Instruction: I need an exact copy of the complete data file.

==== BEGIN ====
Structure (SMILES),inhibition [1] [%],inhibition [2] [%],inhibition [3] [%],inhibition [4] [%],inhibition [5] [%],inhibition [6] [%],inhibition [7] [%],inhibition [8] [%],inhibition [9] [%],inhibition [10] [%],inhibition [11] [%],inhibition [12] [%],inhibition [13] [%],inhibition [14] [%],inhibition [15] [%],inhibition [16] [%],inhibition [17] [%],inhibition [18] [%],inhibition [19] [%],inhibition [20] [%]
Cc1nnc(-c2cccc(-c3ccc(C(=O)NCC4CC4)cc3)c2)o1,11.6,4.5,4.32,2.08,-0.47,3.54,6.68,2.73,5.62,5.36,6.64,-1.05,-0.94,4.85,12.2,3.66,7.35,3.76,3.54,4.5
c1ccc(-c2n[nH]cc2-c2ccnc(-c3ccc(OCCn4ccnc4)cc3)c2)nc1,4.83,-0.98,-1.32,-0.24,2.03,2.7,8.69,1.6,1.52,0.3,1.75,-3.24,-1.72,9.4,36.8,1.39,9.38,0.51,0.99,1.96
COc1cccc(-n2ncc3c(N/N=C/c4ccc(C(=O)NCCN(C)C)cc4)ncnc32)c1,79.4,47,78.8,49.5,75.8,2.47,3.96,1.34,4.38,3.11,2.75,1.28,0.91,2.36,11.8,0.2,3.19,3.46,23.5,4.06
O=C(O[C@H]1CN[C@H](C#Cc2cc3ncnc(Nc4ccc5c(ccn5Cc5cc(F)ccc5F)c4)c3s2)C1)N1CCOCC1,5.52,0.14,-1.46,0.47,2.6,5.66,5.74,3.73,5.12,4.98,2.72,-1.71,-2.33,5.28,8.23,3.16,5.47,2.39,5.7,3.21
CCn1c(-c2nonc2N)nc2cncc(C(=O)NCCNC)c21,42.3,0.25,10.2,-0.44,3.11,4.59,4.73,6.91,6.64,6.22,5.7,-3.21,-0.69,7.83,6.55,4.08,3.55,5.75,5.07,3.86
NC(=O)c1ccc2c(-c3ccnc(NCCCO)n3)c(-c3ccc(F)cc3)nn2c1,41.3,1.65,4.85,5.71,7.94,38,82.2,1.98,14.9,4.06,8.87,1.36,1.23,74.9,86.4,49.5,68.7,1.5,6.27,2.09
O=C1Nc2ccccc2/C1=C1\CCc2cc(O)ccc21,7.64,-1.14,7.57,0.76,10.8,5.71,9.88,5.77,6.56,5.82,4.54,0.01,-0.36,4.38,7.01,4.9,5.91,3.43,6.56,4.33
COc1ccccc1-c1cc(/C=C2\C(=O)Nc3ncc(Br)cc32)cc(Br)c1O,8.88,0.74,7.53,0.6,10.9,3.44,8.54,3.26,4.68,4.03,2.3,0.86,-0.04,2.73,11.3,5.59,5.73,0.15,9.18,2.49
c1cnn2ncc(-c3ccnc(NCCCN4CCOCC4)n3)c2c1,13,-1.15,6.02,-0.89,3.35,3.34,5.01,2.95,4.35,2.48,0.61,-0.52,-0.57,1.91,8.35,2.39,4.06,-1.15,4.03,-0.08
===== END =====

Structure (SMILES),inhibition [1] [%],inhibition [2] [%],inhibition [3] [%],inhibition [4] [%],inhibition [5] [%],inhibition [6] [%],inhibition [7] [%],inhibition [8] [%],inhibition [9] [%],inhibition [10] [%],inhibition [11] [%],inhibition [12] [%],inhibition [13] [%],inhibition [14] [%],inhibition [15] [%],inhibition [16] [%],inhibition [17] [%],inhibition [18] [%],inhibition [19] [%],inhibition [20] [%]
Cc1nnc(-c2cccc(-c3ccc(C(=O)NCC4CC4)cc3)c2)o1,11.6,4.5,4.32,2.08,-0.47,3.54,6.68,2.73,5.62,5.36,6.64,-1.05,-0.94,4.85,12.2,3.66,7.35,3.76,3.54,4.5
c1ccc(-c2n[nH]cc2-c2ccnc(-c3ccc(OCCn4ccnc4)cc3)c2)nc1,4.83,-0.98,-1.32,-0.24,2.03,2.7,8.69,1.6,1.52,0.3,1.75,-3.24,-1.72,9.4,36.8,1.39,9.38,0.51,0.99,1.96
COc1cccc(-n2ncc3c(N/N=C/c4ccc(C(=O)NCCN(C)C)cc4)ncnc32)c1,79.4,47,78.8,49.5,75.8,2.47,3.96,1.34,4.38,3.11,2.75,1.28,0.91,2.36,11.8,0.2,3.19,3.46,23.5,4.06
O=C(O[C@H]1CN[C@H](C#Cc2cc3ncnc(Nc4ccc5c(ccn5Cc5cc(F)ccc5F)c4)c3s2)C1)N1CCOCC1,5.52,0.14,-1.46,0.47,2.6,5.66,5.74,3.73,5.12,4.98,2.72,-1.71,-2.33,5.28,8.23,3.16,5.47,2.39,5.7,3.21
CCn1c(-c2nonc2N)nc2cncc(C(=O)NCCNC)c21,42.3,0.25,10.2,-0.44,3.11,4.59,4.73,6.91,6.64,6.22,5.7,-3.21,-0.69,7.83,6.55,4.08,3.55,5.75,5.07,3.86
NC(=O)c1ccc2c(-c3ccnc(NCCCO)n3)c(-c3ccc(F)cc3)nn2c1,41.3,1.65,4.85,5.71,7.94,38,82.2,1.98,14.9,4.06,8.87,1.36,1.23,74.9,86.4,49.5,68.7,1.5,6.27,2.09
O=C1Nc2ccccc2/C1=C1\CCc2cc(O)ccc21,7.64,-1.14,7.57,0.76,10.8,5.71,9.88,5.77,6.56,5.82,4.54,0.01,-0.36,4.38,7.01,4.9,5.91,3.43,6.56,4.33
COc1ccccc1-c1cc(/C=C2\C(=O)Nc3ncc(Br)cc32)cc(Br)c1O,8.88,0.74,7.53,0.6,10.9,3.44,8.54,3.26,4.68,4.03,2.3,0.86,-0.04,2.73,11.3,5.59,5.73,0.15,9.18,2.49
c1cnn2ncc(-c3ccnc(NCCCN4CCOCC4)n3)c2c1,13,-1.15,6.02,-0.89,3.35,3.34,5.01,2.95,4.35,2.48,0.61,-0.52,-0.57,1.91,8.35,2.39,4.06,-1.15,4.03,-0.08